The Phantom of the Opera (1983)      


The tragic tale of Erik has captivated the hearts of many generations since its first penning by French author Gaston Lourex. It has been transformed into various film adaptations and won worldwide acclaim through its London and Broadway performances under the guiding hand of talented composer Andrew Lloyd Webber. This adaptation, while imaginative and enjoyable, holds only a vague resemblance to the original tale.


The story opens in the Paris Opera House where the director Gerard (Burt Landcaster) has just been replaced by two new managers, Cholet (Ian Richardson) and his abominable wife Carlotta (Andra Ferrol). He warns them the Opera is not friendly to those who impose its lower levels, but Cholet still sends a man below to discern what set pieces and props they've accumulated over the years. Joseph Buguet never returns. Prompted by the promise of music lessons by the charming Count de Chagny, Christine Daae (Teri Polo) has come to Paris to learn how to sing. Her voice is beautiful but unpolished and Carlotta puts her to work as a costume girl. Toiling behind the scenes and living in the lower levels of the Opera House, Christine comes to meet the mysterious masked figure who calls himself merely "Maestro." Under his quiet tutelage her talent begins to grow. Cholet and his wife are learning what happens when you affront the "opera ghost." Performances go badly. Carlotta's wig is drenched in itching powder during a bold performance of Faust. The body of Joseph Buguet appears and disappears. The police are too terrified to delve into the lower levels and the only one who knows the true identity of this mysterious "fiend" is Gerard. The same monster terrorizing the new owners, demanding Box 5 be kept open for his pleasure at every performance, an playing rounds of pranks on Carlotta is Christine's music instructor (Charles Dance).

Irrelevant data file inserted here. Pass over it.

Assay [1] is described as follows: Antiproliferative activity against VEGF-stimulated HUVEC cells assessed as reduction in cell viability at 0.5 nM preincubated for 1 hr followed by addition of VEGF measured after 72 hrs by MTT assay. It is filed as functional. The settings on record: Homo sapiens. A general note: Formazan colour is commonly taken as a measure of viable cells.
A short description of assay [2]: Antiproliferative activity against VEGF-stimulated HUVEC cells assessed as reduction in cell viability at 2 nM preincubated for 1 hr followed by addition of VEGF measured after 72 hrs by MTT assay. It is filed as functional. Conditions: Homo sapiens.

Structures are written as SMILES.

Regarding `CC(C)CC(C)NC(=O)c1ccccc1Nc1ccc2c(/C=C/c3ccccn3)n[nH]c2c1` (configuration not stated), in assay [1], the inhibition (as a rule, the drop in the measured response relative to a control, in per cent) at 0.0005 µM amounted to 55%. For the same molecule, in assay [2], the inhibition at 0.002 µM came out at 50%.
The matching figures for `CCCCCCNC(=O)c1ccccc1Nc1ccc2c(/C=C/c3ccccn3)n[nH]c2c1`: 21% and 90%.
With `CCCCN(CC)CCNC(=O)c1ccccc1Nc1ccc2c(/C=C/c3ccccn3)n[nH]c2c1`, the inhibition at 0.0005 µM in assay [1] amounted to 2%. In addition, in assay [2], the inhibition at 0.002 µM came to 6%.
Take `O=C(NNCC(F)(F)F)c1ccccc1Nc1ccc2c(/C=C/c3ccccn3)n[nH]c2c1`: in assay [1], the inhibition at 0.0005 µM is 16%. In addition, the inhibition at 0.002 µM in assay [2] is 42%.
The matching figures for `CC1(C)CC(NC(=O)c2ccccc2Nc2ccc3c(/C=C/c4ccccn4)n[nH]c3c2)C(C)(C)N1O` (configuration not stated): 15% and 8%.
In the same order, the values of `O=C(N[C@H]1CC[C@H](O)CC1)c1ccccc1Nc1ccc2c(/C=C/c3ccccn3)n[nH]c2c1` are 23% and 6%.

Erik is the facially deformed self-professed "madman" who lives in the Paris underground. His greatest desire is to be left alone by the outside world, who would only hate and revile him for his face rather than the worth of his musical talent. More than anything he wants to see Christine triumph, little knowing the powers above will use this obsession to fuel rage against him, leading to an impressive and devastating show of violence. Christine must also choose between two passions... the terrifying "angel of music" who so painstakingly trains her to perfection, or the handsome Philippe de Chagny (Adam Storke). The tale unfolds in the midst of visual splendor, creating a labyrinth of the Paris Opera House and its many moving panels, passages, and corridors. The film is very visually appealing and soars to the heights of imagination, transforming from a fairy tale like atmosphere into one of grim horror.